Pitchfork's Chris Kaskie Finds the Signal in the Noise
With the glut of media available today, the problem for consumers isn’t a lack of good music, but how to find that music. More than three times the number of albums were released in 2011 than in 2000, so finding trusted voices to help curate that volume is more important than ever. Internet radio station Pandora handles this by generating automated recommendations based on previously rated music, but Chris Kaskie, president of online music magazine Pitchfork, says that people are looking for a human voice, not an algorithm.
“Pitchfork is an entity that's a peer,” he says. “Like that friend who loves music.”
Interviewed for Berklee’s 20th annual Zafris lecture by alumnus Panos Panay ’94, founder and CEO of Sonicbids, Kaskie describes commercial radio as “utterly useless” (except to entertain his children when they don’t want to listen to his choices), because it goes too far in the other direction, playing the same 14 songs over and over again. He prefers to actively search for new music and finds it mostly by chance, on the Pitchfork staff forum, through peer groups on Twitter, and by following online breadcrumbs.
Considering this decentralized approach, how can Berklee students get themselves noticed by Pitchfork? Kaskie didn't have a direct answer. “We’re very insular,” he warned, finding new artists mostly through personal networks, so musicians need to connect with an individual more than the entity. When a student asked about the usefulness of sending the company an electronic press kit, Kaskie merely said that they strive to find bands “before the press kits are going out.”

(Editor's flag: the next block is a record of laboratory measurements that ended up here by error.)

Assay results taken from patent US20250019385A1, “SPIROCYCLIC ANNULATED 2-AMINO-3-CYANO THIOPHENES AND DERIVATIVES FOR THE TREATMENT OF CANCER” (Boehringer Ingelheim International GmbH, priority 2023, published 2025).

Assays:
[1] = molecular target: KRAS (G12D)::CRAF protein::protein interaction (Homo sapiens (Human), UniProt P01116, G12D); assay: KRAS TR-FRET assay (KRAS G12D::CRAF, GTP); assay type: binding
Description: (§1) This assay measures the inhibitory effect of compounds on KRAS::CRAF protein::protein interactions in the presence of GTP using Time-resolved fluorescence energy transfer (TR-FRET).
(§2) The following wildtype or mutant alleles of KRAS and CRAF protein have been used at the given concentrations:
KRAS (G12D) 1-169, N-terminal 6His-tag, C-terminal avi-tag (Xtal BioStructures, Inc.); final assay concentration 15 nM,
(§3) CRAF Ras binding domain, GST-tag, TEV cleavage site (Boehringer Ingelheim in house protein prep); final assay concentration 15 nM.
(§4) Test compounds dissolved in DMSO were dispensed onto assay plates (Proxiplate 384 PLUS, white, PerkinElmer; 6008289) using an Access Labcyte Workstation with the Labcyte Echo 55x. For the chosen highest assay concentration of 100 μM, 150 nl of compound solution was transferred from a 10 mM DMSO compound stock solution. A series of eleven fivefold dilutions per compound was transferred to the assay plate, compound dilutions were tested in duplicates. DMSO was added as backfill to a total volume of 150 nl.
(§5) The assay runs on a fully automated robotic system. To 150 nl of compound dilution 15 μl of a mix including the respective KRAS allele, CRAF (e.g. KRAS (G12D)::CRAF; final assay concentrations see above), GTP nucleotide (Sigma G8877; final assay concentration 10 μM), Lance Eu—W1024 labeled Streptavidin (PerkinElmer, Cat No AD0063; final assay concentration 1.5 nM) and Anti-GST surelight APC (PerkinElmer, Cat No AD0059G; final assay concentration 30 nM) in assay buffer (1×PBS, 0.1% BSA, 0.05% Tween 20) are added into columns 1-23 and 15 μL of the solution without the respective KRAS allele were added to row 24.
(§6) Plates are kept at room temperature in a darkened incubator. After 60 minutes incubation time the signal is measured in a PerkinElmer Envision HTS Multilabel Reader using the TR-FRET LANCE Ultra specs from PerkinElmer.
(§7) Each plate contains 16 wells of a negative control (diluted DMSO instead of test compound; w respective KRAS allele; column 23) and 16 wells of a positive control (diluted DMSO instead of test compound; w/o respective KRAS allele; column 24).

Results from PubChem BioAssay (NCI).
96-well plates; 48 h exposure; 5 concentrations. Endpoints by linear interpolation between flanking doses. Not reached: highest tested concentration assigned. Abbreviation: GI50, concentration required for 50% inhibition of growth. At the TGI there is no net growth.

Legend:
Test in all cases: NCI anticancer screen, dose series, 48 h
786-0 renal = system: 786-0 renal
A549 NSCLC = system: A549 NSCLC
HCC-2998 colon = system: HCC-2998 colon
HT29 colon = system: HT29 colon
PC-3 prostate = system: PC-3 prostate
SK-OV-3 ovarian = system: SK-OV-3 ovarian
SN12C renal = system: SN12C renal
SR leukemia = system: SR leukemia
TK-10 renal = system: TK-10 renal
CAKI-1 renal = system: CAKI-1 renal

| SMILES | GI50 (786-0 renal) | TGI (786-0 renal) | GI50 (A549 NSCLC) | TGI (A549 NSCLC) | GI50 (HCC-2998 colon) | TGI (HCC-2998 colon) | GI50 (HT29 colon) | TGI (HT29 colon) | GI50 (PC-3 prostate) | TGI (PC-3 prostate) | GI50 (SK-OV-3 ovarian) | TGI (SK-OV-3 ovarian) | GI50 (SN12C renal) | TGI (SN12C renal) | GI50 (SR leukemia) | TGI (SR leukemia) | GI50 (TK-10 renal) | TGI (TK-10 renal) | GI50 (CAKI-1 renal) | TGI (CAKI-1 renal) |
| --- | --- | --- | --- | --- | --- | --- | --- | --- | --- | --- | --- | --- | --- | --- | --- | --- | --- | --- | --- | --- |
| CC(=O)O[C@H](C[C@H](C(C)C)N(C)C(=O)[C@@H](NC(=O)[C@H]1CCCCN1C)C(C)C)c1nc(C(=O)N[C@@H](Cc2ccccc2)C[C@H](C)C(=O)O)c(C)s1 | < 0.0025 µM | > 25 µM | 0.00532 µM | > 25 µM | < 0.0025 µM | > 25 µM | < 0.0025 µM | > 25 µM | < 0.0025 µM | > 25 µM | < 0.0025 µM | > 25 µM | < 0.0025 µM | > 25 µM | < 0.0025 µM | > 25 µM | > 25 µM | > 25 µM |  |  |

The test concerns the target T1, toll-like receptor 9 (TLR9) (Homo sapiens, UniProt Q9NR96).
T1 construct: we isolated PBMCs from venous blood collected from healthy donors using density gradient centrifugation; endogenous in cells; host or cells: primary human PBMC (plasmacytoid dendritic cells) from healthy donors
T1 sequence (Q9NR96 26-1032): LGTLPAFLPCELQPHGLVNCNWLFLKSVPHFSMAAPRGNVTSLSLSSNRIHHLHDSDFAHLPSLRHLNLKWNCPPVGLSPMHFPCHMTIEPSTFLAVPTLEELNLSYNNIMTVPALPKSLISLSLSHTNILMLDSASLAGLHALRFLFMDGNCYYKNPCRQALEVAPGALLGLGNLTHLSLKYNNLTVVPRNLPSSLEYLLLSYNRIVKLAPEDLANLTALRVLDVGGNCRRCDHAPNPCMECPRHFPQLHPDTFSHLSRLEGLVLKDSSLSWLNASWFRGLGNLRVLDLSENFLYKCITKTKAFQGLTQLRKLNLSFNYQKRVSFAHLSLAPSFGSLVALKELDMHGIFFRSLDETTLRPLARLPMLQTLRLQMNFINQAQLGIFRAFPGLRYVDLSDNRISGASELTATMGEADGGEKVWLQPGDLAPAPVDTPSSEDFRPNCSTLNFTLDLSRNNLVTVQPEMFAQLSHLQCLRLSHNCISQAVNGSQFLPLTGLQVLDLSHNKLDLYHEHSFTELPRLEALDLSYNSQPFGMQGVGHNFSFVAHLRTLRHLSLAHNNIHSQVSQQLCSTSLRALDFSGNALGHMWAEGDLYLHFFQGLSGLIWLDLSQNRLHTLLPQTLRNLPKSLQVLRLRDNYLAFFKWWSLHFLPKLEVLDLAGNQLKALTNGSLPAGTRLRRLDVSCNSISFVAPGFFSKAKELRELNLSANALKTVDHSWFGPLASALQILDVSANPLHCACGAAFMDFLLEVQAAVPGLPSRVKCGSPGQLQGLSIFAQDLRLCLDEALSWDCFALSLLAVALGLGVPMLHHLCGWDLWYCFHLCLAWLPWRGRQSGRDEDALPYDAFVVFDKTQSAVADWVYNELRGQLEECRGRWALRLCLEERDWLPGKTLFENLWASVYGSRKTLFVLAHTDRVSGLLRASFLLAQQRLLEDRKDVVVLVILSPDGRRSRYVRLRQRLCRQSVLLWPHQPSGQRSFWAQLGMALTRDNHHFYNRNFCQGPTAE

He cautioned students about walking the fine line between building their brands and selling out, pointing to the example of Chairlift. The band struggled to avoid the stigma of selling out in some circles after its music was licensed for an iPod commercial.
Yet Kaskie was glad to see so many students attending the Music Business/Management Department lecture. “Learning about the business of music is way less sexy than just making it,” he said, but "it’s an important foundation."
For the business geeks in the crowd, Kaskie shared the fact that the site itself represents 80–85% of the company’s revenue. He recounted that in his first four months at Pitchfork, the company made more money than in the prior five years put together. A year after he joined, it launched its first festival, featuring Go Team, Tortoise, and the Decemberists. Tickets were $15 a day, there was no advertising except on the site—and attendance hit 20,000. While they didn’t make money off the festival for three years, Kaskie says, at least they didn’t lose any.
While Pitchfork’s popularity has grown since he first joined the team, for Kaskie, the numbers aren't the focus. “I don’t ever like to quantify success,” he says. He finds articles that garner few hits to be just as valuable as ones with more page views, if their readers are passionate. He describes the company as a “relative democracy,” where writers have the autonomy to write what they want, and their opinions matter.
According to Kaskie, Pitchfork is “not about being cool.” In fact, he described the vibe of the company’s three offices (one in Chicago and two in Brooklyn) as “surprisingly boring” and quiet, with the “music nerds” who work there listening to their own music through headphones and talking to each other over IM. The setting is a drastic change from his previous job at the Onion, but it does surround him with fellow music fans who constantly expose him to new artists—not algorithms.